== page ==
After months of fitful negotiation that seemed to flame out in a final angry exchange in February, the two sides racing to decode the human DNA have contrived a last-minute truce. The first element of the resurrected pact is likely to be a joint announcement next week of the effective completion of the genome.
Although it is too late for a pooling of DNA sequencing efforts, the truce will include agreement for the competitors to publish their genome findings in the same issue of a journal. It may also provide for a joint annotation of the genome, the critical process of identifying the location and role of the genes on the genome.
Should the two sides cooperate in such an interpretation of their data, a step that has at least been under discussion, the truce could develop into a broader pact.
The truce also implies a cessation of public criticism between the two parties, the Celera Corp. of Rockville, Md., and an international consortium of academic centers supported largely by the National Institutes of Health and the Wellcome Trust, a London philanthropy.
Although the institutes and the trust decline to discuss the deal, the trust has said it will hold a news conference on the human genome next Monday, and sources close to Celera say a joint news conference will be held at the White House at which the two sides will announce the progress of their respective efforts on sequencing the genome.
Sequencing means determining the order of the 3 billion chemical units in the DNA of the human chromosomes. The genome sequence is expected in time to revolutionize knowledge of the human body and the practice of medicine.
The rival teams appear to have been driven together by a calculus that cooperation outweighed the attractions of laying claim to one of science's greatest prizes independently, especially now that each has achieved successes that vindicate its own approach.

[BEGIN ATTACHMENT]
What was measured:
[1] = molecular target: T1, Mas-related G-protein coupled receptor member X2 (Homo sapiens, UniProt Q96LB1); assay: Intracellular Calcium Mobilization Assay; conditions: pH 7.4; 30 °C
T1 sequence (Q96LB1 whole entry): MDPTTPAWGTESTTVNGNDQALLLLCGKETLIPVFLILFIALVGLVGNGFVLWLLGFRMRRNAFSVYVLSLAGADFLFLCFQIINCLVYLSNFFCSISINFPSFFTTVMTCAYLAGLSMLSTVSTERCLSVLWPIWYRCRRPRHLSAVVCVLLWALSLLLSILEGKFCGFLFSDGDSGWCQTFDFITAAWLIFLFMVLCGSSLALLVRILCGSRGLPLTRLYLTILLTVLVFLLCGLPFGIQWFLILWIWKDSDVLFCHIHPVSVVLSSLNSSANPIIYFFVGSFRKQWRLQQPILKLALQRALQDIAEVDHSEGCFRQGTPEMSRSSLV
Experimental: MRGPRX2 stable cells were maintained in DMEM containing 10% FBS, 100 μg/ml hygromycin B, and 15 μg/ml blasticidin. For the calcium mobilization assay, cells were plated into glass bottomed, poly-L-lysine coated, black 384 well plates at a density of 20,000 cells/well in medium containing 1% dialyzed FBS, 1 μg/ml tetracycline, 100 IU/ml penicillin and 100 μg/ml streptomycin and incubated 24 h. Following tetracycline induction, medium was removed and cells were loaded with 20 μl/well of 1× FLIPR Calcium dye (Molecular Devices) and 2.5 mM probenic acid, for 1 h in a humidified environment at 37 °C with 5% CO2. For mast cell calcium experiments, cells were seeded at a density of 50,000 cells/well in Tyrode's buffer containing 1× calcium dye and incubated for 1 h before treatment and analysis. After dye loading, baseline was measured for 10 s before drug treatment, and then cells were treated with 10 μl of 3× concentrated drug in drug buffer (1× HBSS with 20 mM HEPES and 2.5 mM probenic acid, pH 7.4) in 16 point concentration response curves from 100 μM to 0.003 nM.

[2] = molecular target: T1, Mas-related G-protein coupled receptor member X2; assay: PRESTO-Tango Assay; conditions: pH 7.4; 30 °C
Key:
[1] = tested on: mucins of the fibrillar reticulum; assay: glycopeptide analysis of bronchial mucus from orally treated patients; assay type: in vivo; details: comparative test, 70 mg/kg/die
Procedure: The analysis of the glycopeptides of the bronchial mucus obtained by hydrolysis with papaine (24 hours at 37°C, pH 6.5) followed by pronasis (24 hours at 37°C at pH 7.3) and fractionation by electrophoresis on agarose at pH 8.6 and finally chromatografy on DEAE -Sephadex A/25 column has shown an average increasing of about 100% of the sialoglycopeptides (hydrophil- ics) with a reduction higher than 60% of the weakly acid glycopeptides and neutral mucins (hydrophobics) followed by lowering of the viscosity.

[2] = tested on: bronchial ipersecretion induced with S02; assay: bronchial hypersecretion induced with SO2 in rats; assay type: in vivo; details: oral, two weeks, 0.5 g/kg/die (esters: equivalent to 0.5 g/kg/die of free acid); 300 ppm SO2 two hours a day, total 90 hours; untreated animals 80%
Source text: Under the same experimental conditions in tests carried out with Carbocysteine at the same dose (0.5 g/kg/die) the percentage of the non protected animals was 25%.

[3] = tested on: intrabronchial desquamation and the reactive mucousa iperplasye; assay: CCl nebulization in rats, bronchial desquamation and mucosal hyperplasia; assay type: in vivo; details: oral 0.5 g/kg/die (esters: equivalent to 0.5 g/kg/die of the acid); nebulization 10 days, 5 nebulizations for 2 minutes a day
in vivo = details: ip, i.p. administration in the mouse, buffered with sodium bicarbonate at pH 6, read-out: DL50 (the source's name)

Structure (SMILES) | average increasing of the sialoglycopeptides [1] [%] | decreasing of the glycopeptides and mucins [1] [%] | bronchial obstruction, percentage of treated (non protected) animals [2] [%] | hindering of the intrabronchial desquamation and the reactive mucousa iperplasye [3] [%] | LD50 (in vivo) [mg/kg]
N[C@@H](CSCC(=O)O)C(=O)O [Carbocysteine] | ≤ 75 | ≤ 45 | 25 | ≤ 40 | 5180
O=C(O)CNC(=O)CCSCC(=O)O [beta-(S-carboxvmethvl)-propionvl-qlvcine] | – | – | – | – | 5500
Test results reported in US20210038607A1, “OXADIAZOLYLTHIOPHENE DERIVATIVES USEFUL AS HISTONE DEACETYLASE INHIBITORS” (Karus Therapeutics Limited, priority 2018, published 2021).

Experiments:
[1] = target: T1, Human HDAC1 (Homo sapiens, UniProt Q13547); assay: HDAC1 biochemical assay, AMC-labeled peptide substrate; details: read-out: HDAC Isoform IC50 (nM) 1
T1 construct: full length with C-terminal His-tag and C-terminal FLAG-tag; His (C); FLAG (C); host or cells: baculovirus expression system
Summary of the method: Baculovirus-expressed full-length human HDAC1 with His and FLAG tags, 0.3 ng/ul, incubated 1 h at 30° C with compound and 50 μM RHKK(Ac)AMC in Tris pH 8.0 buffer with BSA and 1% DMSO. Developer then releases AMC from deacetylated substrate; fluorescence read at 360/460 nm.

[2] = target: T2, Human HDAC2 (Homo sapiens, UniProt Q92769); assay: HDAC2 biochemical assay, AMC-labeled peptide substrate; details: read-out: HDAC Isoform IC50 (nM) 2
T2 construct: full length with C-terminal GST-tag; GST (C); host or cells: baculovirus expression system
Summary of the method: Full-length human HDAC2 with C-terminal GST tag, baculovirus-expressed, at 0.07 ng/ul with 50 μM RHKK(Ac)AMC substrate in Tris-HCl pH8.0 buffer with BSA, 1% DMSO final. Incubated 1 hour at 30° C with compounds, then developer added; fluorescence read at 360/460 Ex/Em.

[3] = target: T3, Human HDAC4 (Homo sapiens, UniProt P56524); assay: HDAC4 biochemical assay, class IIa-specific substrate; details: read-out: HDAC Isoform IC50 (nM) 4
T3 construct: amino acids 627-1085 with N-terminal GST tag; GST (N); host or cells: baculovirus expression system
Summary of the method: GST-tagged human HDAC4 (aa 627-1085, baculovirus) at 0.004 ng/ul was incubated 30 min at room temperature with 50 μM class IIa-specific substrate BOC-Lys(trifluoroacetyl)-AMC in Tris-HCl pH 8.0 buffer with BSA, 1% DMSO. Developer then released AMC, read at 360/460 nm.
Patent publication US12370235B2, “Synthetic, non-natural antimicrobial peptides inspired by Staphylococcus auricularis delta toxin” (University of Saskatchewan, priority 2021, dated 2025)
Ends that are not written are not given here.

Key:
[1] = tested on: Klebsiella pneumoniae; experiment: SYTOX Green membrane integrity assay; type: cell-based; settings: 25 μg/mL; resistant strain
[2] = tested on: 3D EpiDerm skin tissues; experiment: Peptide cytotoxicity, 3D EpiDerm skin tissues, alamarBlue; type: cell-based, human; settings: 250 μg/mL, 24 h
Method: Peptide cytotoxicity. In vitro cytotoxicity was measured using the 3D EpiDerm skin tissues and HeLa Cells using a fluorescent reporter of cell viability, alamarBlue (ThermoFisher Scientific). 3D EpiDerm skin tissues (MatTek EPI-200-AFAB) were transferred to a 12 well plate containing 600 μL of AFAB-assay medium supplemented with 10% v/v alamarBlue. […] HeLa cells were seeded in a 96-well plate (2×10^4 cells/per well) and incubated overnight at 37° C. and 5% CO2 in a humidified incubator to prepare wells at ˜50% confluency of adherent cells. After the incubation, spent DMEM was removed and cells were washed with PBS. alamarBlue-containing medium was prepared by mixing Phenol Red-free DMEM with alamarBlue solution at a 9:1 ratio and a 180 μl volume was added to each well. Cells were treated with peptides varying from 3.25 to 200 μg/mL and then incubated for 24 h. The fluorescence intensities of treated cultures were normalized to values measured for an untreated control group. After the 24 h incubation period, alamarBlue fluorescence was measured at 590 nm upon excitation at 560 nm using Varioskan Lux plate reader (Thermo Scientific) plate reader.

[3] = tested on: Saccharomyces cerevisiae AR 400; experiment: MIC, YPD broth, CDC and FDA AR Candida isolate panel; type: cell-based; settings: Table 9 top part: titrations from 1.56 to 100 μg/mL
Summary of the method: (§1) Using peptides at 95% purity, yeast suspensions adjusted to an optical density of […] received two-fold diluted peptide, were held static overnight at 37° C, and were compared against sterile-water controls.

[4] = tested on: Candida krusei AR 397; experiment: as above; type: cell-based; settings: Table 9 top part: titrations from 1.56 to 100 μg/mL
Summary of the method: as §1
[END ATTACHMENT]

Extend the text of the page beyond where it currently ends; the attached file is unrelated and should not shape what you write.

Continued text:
Celera has established the validity of its high-risk genome sequencing strategy, which the consortium's two senior scientists had predicted would be "woefully inadequate." The consortium has generated a draft genome sequence that can be searched for human genes, a principal objective of the human genome project.
Celera was set to declare victory in achieving an effectively complete genome assembly many months before the consortium could do so. But Celera's business plan is to sell genome data and genomic analysis tools to the community of university scientists from which the consortium is drawn. Claiming victory might have alienated potential customers.
The consortium could have attacked Celera's genome as not being the real thing while going on to declare its own independent victory, though perhaps as late as 2003. The alternative, which it seems now to have embraced, was to accept Celera's proposal of declaring joint victory on Celera's timetable. "Celera doesn't want the NIH to lose," said Dr. Norton Zinder, a member of Celera's scientific board.
Zinder and Dr. Richard Roberts, the research director of New England BioLabs and chairman of Celera's scientific board, have for many months pushed for the two sides to collaborate and, when that idea foundered, at least to cooperate by coordinating publication.
Both said that they did not wish the institutes, the federal patron of most biomedical research, to seem to have suffered defeat at Celera's hands, and that the human genome was too precious a scientific achievement to be marred by priority disputes.
"The discovery and presentation of the human genome, one of the most important attributes of man, should be a time of great joy and happiness," Zinder said. "For there to be all this vitriol and hatred just doesn't seem right."
Roberts, a Nobel laureate, said that the announcement of sequencing the human genome "should be a great celebration of humankind, not a race with a clear winner or loser."